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Topic: Voltage range for logic level (Read 2242 times) previous topic - next topic

ElCaron

Just a quick question: what voltage rnge can I apply to digital input for HIGH on a 5V or a 3.3V Arduino? I would like to use a RTC using 5V and a OLED display using 3.3V
If the RTC takes 3.3V as HIGH and the microcontroller@3.3V takes 5V as HIGH without problems, I needn't use a logic level shifter ...

MarkT

Almost all CMOS logic chips require the input voltage to be > -0.5V and < Vdd+0.5V - Certainly the microcontrollers used in Arduinos are no exception.

If the RTC is reliable with 3V3 signals you can connect it using I2C bus with pull-up resistors to 3V3 (_not 5V_)  - the I2C bus is open-drain so only the pull-ups define the high voltage level.  The DS1307 will work with signals above 2.2V, for instance.

The microcontroller in the Arduino will work with 3V3 input signals when powered at 5V (the threshold is 3.0V)
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JoeN

This has been linked before but it is well worth adding to your bookmarks if you haven't yet:

http://www.interfacebus.com/voltage_threshold.html
I have only come here seeking knowledge. Things they would not teach me of in college.

fungus


Just a quick question: what voltage rnge can I apply to digital input for HIGH on a 5V or a 3.3V Arduino? I would like to use a RTC using 5V and a OLED display using 3.3V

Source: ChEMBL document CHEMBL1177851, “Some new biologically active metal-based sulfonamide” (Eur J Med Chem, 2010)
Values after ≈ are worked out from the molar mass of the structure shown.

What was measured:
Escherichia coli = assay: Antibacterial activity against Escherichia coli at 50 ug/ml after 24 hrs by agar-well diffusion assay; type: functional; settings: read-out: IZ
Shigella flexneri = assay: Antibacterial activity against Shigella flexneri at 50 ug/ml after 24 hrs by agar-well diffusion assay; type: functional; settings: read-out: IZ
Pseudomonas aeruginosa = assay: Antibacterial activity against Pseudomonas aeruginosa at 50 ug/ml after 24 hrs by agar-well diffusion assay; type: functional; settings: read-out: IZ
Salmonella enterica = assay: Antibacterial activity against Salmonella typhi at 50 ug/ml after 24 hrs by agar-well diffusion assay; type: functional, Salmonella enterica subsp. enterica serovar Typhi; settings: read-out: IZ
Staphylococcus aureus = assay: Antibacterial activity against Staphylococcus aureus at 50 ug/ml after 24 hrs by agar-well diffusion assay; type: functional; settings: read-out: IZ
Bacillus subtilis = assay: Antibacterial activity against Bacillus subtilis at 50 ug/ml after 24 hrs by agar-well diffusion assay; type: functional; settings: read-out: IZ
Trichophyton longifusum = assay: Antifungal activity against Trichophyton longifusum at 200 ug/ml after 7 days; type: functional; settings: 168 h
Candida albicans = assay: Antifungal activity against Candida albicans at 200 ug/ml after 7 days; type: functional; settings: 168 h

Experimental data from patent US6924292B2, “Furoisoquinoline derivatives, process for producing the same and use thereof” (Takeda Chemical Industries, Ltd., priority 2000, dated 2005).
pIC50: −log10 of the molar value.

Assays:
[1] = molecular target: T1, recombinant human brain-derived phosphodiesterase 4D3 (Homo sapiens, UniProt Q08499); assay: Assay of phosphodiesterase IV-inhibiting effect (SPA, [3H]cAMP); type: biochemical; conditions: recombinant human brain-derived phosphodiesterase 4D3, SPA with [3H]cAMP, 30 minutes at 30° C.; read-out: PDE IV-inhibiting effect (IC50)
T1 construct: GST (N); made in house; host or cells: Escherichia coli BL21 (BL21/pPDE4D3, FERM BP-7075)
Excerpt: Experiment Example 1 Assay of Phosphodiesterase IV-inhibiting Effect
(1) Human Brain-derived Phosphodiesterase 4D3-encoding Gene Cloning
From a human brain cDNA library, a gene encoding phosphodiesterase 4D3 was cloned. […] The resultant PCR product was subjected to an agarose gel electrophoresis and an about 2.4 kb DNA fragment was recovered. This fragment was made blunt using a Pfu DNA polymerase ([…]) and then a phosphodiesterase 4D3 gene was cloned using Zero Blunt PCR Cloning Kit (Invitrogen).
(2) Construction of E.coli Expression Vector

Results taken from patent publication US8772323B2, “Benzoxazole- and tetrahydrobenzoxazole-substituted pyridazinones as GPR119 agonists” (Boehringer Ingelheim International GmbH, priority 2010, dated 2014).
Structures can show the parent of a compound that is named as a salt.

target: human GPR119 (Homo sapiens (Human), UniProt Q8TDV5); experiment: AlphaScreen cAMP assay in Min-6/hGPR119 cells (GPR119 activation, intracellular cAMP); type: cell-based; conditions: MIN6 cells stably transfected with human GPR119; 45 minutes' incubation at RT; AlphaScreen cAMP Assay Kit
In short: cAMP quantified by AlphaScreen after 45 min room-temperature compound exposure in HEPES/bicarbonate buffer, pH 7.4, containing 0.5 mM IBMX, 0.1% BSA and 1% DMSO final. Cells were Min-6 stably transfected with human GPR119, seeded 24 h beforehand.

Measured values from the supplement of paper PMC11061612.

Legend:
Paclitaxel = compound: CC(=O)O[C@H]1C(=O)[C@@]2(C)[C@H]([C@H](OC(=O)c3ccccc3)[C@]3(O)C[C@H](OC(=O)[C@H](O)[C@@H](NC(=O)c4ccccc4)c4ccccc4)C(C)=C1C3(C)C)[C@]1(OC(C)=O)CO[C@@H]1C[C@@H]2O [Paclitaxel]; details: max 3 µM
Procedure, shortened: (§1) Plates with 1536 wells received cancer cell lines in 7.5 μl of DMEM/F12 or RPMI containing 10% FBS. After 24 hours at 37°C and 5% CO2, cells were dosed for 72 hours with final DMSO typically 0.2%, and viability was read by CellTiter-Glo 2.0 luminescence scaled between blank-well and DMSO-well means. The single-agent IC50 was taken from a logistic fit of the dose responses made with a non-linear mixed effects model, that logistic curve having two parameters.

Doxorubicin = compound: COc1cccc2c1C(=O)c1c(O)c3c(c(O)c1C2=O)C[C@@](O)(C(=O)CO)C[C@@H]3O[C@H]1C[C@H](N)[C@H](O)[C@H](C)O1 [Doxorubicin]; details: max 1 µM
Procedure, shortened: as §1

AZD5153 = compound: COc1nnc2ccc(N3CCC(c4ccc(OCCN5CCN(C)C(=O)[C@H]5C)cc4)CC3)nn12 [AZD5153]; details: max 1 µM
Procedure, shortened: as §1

What OLED is it? A lot of the 'modules' take 5V, no problem.

No, I don't answer questions sent in private messages (but I do accept thank-you notes...)

ElCaron

This one:
http://www.ebay.de/itm/Error?errid=5&item=251110441587pt=Bauteile&var=550175401939&hash=item3a797823c2

I removed two resistors in the back to make it work via SPI. It does work with 5V when testing, but I am not sure it won't reduce the lifetime.

fungus

There's not a lot of information there ... but I don't see a regulator on the board and at that price I wouldn't expect any extras. It's just a bare SSD1306+display.

Best to stick to 3.3V.

The Arduino has a 3.3V output for power and you can use a simple resistor divider to bring 5V down to 3.3V for the SPI clock/data lines. The arduino should be happy with 3.3V on its input pins (it will see "HIGH" at that level).

PS: These are a lot nicer/easier to use and have a regulator plus a secondary controller chip with some high-level functions for things like drawing text (no need to mess around with font data - the chip already has it): http://www.ebay.com/itm/170842973484

No, I don't answer questions sent in private messages (but I do accept thank-you notes...)

ElCaron

Thanks ... ok, I'll just add a voltage devider.

I know there are other displays, but those come at nearly two times the cost. For abstraction, the Adafruit Library works very well for my purpose. Don't see any problem there.

fungus


For abstraction, the Adafruit Library works very well for my purpose. Don't see any problem there.


Fair enough.

It's a bit resource hungry though - more than 1K RAM, a load of flash, a lot of CPU/SPI bus time ... not suitable for everybody.


those come at nearly two times the cost


Pedant: One's in dollars, the other's in Euros. It's only 40% more (about four Euros).
No, I don't answer questions sent in private messages (but I do accept thank-you notes...)

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